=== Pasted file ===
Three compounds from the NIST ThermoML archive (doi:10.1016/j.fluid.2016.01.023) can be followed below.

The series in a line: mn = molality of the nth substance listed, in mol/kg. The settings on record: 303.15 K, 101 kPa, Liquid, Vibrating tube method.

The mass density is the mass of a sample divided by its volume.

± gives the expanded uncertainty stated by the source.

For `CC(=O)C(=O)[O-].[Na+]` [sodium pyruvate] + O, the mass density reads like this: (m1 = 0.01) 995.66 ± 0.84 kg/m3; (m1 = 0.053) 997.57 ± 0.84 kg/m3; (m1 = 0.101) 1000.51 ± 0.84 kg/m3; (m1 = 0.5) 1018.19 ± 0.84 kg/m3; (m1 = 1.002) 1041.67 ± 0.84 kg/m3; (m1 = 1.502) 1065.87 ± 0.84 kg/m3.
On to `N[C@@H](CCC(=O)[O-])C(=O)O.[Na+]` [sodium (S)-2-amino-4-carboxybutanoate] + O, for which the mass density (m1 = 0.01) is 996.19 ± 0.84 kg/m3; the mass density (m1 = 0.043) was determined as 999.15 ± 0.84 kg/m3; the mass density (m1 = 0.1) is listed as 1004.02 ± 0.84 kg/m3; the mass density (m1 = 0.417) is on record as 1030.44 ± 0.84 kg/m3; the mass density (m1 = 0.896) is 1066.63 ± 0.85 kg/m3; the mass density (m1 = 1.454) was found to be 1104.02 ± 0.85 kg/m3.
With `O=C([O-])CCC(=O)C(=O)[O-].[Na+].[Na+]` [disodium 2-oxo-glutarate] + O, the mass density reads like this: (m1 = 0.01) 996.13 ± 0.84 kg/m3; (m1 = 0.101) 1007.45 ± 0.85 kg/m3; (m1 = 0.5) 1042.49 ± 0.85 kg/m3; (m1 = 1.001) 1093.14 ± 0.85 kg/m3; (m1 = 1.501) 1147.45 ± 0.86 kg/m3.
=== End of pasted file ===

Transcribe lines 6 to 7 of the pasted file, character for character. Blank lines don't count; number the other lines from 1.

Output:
On to `N[C@@H](CCC(=O)[O-])C(=O)O.[Na+]` [sodium (S)-2-amino-4-carboxybutanoate] + O, for which the mass density (m1 = 0.01) is 996.19 ± 0.84 kg/m3; the mass density (m1 = 0.043) was determined as 999.15 ± 0.84 kg/m3; the mass density (m1 = 0.1) is listed as 1004.02 ± 0.84 kg/m3; the mass density (m1 = 0.417) is on record as 1030.44 ± 0.84 kg/m3; the mass density (m1 = 0.896) is 1066.63 ± 0.85 kg/m3; the mass density (m1 = 1.454) was found to be 1104.02 ± 0.85 kg/m3.
With `O=C([O-])CCC(=O)C(=O)[O-].[Na+].[Na+]` [disodium 2-oxo-glutarate] + O, the mass density reads like this: (m1 = 0.01) 996.13 ± 0.84 kg/m3; (m1 = 0.101) 1007.45 ± 0.85 kg/m3; (m1 = 0.5) 1042.49 ± 0.85 kg/m3; (m1 = 1.001) 1093.14 ± 0.85 kg/m3; (m1 = 1.501) 1147.45 ± 0.86 kg/m3.